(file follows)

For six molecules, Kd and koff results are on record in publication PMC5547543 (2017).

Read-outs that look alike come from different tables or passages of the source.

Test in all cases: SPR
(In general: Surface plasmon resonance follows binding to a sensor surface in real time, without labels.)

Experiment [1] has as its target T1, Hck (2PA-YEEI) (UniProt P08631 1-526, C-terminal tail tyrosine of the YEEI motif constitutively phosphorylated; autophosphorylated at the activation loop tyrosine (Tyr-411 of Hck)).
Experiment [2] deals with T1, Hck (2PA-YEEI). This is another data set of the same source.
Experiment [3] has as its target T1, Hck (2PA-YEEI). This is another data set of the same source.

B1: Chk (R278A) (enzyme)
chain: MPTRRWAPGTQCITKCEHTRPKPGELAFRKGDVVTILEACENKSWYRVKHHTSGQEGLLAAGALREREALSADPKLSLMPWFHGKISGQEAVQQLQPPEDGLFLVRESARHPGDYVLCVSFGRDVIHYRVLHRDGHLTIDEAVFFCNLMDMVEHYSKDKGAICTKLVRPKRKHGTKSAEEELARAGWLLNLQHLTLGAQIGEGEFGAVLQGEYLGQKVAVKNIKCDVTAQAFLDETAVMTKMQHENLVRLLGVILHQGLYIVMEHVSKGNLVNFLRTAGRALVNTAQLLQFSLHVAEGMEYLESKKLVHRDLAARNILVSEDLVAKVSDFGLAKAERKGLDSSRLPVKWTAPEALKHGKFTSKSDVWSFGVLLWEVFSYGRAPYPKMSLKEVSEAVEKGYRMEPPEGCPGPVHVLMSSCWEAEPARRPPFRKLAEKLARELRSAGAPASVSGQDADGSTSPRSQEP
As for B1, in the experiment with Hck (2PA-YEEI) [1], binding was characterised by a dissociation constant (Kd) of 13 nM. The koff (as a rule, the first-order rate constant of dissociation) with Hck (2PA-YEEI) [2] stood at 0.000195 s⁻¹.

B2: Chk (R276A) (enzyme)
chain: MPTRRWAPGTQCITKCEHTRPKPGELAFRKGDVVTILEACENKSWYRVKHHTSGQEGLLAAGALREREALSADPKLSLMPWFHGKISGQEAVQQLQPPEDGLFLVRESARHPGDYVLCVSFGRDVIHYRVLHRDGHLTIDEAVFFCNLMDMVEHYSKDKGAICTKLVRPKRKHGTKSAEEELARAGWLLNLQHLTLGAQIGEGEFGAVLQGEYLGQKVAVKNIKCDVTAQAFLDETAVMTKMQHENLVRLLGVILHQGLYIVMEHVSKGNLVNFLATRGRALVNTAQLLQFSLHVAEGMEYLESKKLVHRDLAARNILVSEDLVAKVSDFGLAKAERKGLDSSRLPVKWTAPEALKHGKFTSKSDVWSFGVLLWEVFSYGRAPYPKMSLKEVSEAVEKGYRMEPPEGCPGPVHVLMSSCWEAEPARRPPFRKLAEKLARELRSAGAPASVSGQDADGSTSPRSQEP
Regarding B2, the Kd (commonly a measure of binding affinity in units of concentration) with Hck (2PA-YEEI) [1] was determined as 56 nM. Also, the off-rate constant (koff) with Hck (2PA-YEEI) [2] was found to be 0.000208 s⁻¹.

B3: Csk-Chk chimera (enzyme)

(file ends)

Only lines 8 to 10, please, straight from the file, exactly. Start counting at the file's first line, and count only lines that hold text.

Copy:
B1: Chk (R278A) (enzyme)
chain: MPTRRWAPGTQCITKCEHTRPKPGELAFRKGDVVTILEACENKSWYRVKHHTSGQEGLLAAGALREREALSADPKLSLMPWFHGKISGQEAVQQLQPPEDGLFLVRESARHPGDYVLCVSFGRDVIHYRVLHRDGHLTIDEAVFFCNLMDMVEHYSKDKGAICTKLVRPKRKHGTKSAEEELARAGWLLNLQHLTLGAQIGEGEFGAVLQGEYLGQKVAVKNIKCDVTAQAFLDETAVMTKMQHENLVRLLGVILHQGLYIVMEHVSKGNLVNFLRTAGRALVNTAQLLQFSLHVAEGMEYLESKKLVHRDLAARNILVSEDLVAKVSDFGLAKAERKGLDSSRLPVKWTAPEALKHGKFTSKSDVWSFGVLLWEVFSYGRAPYPKMSLKEVSEAVEKGYRMEPPEGCPGPVHVLMSSCWEAEPARRPPFRKLAEKLARELRSAGAPASVSGQDADGSTSPRSQEP
As for B1, in the experiment with Hck (2PA-YEEI) [1], binding was characterised by a dissociation constant (Kd) of 13 nM. The koff (as a rule, the first-order rate constant of dissociation) with Hck (2PA-YEEI) [2] stood at 0.000195 s⁻¹.